Former Indian Police Service officer Julio Ribeiro on Saturday wrote to Delhi Commissioner of Police SN Shrivastava, questioning the investigation into the Delhi violence, The Indian Express reported.
Ribeiro said that the Delhi Police was taking action against “peaceful protesters” while ignoring senior Bharatiya Janata Party leaders who made provocative, communal public speeches in the build-up to the violence. Ribeiro is a former Mumbai police commissioner and also served as the police chief of Punjab and Gujarat.
“I write to you with a heavy heart,” Ribeiro said in his letter. “As a true patriot and a former proud member of the Indian Police Service, I appeal to you to ensure a fair probe into the 753 FIRs registered against peaceful protesters who rightly apprehend injustices born from bias and hate against a minority community.” He said that while the Delhi Police has taken action against innocent people, BJP leaders like Kapil Mishra, Parvesh Verma and Anurag Thakur have been kept at bay.
Ribeiro also said that the Delhi Police has trapped “true patriots” like Harsh Mander and Apoorvanand. “We, the police forces in the land, and its leadership drawn from the Indian Police Service, have a duty and obligation to respect the Constitution and the enacted laws impartially without regard to caste, creed and political affiliations,” he added. “Kindly revisit the actions of the police under your command in Delhi to determine if they have been true to their oaths taken at the time of their induction into service.”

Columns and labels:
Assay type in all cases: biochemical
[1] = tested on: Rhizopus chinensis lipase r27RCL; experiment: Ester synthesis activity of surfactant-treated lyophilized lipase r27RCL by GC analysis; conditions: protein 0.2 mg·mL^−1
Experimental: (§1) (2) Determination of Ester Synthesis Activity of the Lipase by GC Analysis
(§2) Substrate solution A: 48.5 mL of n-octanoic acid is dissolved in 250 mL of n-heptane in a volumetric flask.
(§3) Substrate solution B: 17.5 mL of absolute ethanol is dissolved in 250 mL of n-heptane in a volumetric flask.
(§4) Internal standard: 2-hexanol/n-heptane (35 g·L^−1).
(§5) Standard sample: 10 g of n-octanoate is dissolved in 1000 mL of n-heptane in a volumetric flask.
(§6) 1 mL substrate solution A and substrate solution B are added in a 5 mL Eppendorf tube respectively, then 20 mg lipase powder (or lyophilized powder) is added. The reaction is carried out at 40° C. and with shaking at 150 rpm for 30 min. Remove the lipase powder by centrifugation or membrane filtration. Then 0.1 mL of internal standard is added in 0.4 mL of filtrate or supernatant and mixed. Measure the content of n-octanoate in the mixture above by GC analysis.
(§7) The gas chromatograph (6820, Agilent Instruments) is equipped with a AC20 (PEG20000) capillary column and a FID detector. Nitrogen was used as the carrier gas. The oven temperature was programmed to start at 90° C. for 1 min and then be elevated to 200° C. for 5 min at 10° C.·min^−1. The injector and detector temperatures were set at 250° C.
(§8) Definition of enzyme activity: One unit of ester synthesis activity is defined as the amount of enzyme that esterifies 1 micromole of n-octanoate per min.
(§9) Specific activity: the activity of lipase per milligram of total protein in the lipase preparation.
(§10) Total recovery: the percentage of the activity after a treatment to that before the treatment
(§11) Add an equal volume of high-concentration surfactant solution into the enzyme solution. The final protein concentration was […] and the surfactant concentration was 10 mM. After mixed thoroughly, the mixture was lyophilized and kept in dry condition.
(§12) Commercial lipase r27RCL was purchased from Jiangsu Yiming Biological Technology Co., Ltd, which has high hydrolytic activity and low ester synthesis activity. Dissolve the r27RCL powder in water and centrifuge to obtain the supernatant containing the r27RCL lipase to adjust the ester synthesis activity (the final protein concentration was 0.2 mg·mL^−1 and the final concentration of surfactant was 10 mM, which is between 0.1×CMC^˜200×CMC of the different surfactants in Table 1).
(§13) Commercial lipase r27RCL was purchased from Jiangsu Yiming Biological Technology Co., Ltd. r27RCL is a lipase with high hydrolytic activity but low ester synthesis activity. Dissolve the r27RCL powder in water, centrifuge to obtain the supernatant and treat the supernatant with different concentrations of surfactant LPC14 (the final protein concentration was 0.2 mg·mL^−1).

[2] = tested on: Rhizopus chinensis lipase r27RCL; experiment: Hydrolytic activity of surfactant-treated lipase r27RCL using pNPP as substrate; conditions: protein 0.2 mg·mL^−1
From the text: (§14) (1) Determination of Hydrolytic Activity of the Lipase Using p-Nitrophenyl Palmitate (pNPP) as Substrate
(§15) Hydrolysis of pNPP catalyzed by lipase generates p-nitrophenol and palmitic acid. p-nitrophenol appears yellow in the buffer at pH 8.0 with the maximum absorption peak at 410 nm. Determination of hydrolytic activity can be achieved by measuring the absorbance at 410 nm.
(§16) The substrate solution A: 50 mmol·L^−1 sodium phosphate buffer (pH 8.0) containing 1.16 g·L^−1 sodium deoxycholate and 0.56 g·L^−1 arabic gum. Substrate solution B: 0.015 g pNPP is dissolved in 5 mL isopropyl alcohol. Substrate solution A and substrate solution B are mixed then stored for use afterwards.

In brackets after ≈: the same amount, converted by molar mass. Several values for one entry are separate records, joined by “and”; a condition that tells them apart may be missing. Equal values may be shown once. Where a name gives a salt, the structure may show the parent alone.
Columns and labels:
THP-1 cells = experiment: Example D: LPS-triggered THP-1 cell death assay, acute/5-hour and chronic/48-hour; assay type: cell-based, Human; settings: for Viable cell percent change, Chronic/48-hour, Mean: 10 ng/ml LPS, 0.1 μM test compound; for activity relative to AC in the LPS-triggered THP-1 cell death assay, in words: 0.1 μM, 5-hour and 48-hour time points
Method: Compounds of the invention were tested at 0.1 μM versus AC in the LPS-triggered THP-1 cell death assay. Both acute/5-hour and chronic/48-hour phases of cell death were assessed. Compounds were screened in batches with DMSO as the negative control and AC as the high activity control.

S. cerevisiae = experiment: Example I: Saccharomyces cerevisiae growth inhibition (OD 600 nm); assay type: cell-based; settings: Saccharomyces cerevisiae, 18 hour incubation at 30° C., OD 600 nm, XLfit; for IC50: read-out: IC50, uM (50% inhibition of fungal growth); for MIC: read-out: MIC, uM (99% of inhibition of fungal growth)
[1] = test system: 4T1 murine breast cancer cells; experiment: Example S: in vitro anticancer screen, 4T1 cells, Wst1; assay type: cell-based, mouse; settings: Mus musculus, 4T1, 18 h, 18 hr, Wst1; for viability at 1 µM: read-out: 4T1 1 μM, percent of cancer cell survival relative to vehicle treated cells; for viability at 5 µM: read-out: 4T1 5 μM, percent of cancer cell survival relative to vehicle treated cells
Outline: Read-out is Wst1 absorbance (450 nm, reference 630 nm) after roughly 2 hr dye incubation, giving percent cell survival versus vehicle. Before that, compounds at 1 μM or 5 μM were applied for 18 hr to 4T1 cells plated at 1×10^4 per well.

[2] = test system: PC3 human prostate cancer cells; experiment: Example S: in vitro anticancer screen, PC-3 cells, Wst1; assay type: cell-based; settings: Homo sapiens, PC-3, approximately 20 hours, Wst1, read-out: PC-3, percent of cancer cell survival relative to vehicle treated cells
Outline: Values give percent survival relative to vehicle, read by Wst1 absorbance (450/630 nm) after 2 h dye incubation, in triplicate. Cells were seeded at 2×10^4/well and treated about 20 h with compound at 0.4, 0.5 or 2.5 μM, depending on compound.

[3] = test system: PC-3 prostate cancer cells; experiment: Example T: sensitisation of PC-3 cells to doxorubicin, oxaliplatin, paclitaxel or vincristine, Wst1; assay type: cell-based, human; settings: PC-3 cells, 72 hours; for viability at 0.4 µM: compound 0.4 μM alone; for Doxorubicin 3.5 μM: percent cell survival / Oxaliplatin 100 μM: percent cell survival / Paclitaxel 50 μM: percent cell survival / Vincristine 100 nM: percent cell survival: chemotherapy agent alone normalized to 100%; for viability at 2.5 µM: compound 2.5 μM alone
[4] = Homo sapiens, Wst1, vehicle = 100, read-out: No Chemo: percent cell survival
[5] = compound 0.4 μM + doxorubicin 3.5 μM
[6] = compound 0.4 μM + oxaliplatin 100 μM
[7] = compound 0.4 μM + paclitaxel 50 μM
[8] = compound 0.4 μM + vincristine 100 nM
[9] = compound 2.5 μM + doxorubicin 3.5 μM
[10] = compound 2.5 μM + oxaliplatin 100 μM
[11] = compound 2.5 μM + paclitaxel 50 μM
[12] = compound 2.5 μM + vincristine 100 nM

In response, Delhi Police spokesperson Dr Eish Singhal confirmed the receipt of the letter and said Ribeiro is a “respected police officer”. “Since the officer in whose name the email has been received has not been in touch with Delhi Police in the recent times and especially in the past six months, we are trying to ascertain the veracity and the genuineness of the mail,” he added.
The CAA and the violence
Clashes had broken out between the supporters of the Citizenship Amendment Act and those opposing it between February 23 and 26 in North East Delhi, killing 53 people and injuring hundreds. The police were accused of either inaction or complicity in some instances of violence, mostly in Muslim neighbourhoods. The violence was the worst Delhi saw since the anti-Sikh riots of 1984.
The Citizenship Amendment Act, approved by Parliament on December 11, provides citizenship to refugees from six minority religious communities from Bangladesh, Afghanistan and Pakistan, on the condition that they have lived in India for six years and entered the country by December 31, 2014.